Reformed Theology at Odds with Dispensationalism

In his excellent book on eschatology Cornelis Venema spends some time evaluating and critiquing dispensationalism from a Reformed and biblical perspective.  Reformed theology is at odds with dispensationalism in several ways.  One of the major differences is the understanding of promise/fulfillment and type/reality between the Old and New Testaments.  There is much more to the discussion, of course, but here are a few helpful paragraphs of Venema to explain this difference.

“Perhaps the most telling evidence against the dispensationalistic hermeneutic is to be found in the book of Hebrews.  The message of the book of Hebrews is, if I may speak anachronistically, a compelling rebuttal of Dispensationalism.  Whereas the book of Hebrews is one sustained argument for the finality, richness, and completion of all the Lord’s covenant words and works in the new covenant that is in Christ, Dispensationalism wants to preserve the old arrangements intact for Israel, arrangements which will be reinstituted in the period of the millennial kingdom.

However, this would be tantamount to going back to what has been surpassed in the new covenant in Christ, reverting to arrangements that have been rendered obsolete and superfluous because their reality has been realized in the provisions of the new covenant.  The Mediator of this new covenant, Christ, is the fulfillment of all the Lord’s promises to his people.  Thus, to the writer to the Hebrews, any reversion to the old covenant types and ceremonies would be an unacceptable departure from the realities of the new covenant in preference for the shadows of the old.

Though it may seem too severe to some, no other judgment is permitted us respecting the system of biblical interpretation known as Dispensationalism: it represents a continued attachment to the shadows and ceremonies of the old covenant dispensation and also a failure to appreciate properly the finality of the new covenant.  Its doctrine of a literal hermeneutic proves not to be literal in the proper sense of the term.  Rather than reading the New Testament ‘according to the letter,’ Dispensationalism reads the New Testament through the lens of its insistence upon a radical separation between Israel and the church” (p. 294-5).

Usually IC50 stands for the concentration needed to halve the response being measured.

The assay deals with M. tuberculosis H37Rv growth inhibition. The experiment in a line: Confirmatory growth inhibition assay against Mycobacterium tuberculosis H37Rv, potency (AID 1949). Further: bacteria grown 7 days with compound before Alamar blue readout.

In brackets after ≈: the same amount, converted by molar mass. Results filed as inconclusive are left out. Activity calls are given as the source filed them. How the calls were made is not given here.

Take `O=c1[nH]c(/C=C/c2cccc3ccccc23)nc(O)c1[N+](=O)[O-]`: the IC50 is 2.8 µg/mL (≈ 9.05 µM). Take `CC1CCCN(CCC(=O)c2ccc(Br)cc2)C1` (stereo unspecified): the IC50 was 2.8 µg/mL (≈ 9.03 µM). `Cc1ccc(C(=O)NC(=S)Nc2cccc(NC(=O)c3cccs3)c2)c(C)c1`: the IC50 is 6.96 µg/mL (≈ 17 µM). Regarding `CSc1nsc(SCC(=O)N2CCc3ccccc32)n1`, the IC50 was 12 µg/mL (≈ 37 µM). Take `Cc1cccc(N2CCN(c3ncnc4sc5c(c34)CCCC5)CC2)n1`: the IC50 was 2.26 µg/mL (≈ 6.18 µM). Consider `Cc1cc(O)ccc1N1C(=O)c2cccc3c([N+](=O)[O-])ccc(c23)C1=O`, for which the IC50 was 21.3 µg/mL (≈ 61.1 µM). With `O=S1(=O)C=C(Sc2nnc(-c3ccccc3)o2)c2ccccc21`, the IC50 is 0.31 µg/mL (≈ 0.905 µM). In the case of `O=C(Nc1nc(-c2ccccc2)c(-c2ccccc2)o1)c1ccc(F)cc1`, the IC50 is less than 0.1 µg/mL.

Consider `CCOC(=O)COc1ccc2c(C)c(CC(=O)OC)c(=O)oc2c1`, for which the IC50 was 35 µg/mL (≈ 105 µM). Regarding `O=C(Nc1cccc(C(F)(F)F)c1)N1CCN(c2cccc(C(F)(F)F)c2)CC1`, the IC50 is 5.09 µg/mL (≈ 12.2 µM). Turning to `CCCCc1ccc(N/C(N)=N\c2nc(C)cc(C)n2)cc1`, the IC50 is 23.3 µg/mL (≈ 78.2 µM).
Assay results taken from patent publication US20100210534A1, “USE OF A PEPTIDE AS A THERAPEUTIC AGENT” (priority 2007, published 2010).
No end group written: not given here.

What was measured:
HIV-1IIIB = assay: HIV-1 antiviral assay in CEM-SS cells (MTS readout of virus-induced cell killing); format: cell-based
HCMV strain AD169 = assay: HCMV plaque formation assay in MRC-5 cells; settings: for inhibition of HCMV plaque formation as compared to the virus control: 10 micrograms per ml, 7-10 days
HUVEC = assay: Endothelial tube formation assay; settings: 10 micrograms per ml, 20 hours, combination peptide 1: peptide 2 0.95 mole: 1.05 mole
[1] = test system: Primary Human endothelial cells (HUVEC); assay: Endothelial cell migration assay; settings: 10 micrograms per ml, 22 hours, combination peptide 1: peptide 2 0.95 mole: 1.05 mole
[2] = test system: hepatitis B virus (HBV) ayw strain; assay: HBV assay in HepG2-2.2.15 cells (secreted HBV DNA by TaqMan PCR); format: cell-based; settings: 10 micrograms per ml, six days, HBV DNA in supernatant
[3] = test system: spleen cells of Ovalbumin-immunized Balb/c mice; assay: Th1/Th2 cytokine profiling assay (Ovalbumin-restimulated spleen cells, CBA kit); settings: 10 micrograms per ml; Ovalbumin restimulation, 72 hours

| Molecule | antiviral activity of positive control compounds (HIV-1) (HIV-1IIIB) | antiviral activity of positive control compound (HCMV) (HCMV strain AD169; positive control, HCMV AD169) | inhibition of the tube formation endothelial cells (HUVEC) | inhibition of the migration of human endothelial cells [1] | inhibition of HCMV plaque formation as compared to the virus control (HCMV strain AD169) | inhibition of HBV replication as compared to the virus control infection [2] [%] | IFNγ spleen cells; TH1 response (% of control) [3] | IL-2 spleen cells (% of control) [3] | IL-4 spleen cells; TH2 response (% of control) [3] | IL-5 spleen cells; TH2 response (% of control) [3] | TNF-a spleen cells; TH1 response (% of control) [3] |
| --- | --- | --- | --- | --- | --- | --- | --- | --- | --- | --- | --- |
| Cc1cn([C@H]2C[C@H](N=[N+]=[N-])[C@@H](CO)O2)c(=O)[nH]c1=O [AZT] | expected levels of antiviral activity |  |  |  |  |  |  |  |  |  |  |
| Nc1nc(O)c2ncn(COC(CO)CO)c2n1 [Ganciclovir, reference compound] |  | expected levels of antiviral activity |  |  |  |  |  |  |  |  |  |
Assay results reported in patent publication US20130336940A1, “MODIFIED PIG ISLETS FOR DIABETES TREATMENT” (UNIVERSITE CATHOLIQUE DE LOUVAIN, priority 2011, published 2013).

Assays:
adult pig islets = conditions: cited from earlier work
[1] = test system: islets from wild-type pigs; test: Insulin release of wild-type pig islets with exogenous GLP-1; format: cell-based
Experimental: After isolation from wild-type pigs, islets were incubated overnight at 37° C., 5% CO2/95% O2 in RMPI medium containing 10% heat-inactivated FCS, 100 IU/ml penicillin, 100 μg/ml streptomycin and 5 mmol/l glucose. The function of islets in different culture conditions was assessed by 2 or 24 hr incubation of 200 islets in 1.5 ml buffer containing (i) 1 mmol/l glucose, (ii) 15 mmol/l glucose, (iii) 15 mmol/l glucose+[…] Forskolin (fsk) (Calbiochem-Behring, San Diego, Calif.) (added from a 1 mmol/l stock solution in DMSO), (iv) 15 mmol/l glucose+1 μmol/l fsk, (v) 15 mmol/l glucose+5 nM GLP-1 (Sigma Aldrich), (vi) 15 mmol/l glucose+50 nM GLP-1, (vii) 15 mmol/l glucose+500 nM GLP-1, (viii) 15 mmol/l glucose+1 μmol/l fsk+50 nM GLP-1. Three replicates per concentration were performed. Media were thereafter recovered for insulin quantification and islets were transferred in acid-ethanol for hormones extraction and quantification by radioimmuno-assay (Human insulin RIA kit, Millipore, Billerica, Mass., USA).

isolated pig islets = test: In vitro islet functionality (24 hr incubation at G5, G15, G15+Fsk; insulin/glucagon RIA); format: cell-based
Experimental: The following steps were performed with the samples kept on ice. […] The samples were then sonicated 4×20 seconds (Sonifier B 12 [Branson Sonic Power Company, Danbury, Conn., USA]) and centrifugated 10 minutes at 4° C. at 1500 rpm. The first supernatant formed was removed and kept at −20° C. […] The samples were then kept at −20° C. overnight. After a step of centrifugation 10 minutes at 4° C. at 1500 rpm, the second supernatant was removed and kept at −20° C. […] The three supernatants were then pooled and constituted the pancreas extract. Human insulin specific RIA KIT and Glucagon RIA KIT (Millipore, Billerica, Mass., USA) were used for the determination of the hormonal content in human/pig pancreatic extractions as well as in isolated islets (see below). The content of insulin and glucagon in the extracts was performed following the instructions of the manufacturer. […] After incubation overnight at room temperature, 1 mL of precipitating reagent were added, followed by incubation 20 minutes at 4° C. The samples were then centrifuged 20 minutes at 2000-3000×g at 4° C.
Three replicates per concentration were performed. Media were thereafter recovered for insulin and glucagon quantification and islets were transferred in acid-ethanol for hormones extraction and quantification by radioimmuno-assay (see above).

Wright, Reformation, and Gospel

The Gospel of Free Acceptance in Christ I’ve found Cornelis Venema’s The Gospel of Free Acceptance in Christ to be a great Reformed resource for interacting with recent revisions of justification as found in the New Perspectives on Paul.  Venema’s chapter describing N. T. Wright’s perspective on Paul is especially helpful, clear, and fair.  As I read this chapter (5), I tried to capture the main points by writing marginal notes.  I’m going to put those marginal notes below along with a summary of Venema’s comments, which I hope is beneficial for our readers.  I strongly recommend getting this book and reading the chapter; these points obviously need to be explained more than I do here.

What are some of the main points of N. T. Wright’s perspective on Paul?

1) First-century Judaism was not legalistic.  Wright’s perspective is that Paul was not concerned about Jewish legalism because Judaism in the first century wasn’t really legalistic.  Wright says it this way: “The tradition of Pauline interpretation has manufactured a false Paul by manufacturing a false Judaism for him to oppose.”   One implication of this perspective of Wright is that the Reformers and the Reformed Confessions are completely wrong in their interpretation of Paul, works, the law, faith, and justification.

2) Paul was not opposing legalism, but nationalism.  Paul’s problem with Judaism was not ‘works-righteousness’ or ‘legalism,’ but perverted and prideful nationalism.  For Paul, Wright says, the law doesn’t have to do with legalism, but national privilege of which the Jews became proud.  One implication here is that the Reformers and the Reformed Confessions are wrong when they talk about legalism, antinomianism, justification, and Christian liberty.

3) The gospel is not primarily about salvation of sinners.  Instead, for Wright, the gospel is about who is Lord.  The principle message of the gospel is that Jesus is Lord and King who gained a victory in the cross and resurrection.  But the gospel does not really have to do with how to be saved, or how to find favor with God.  That, in Wright’s perspective, distorts and narrows the gospel into individualism.  One implication here is that the Reformers and Reformed Confessions are mistaken when they say the gospel has to do with a sinner being saved from sin, God’s wrath, and hell.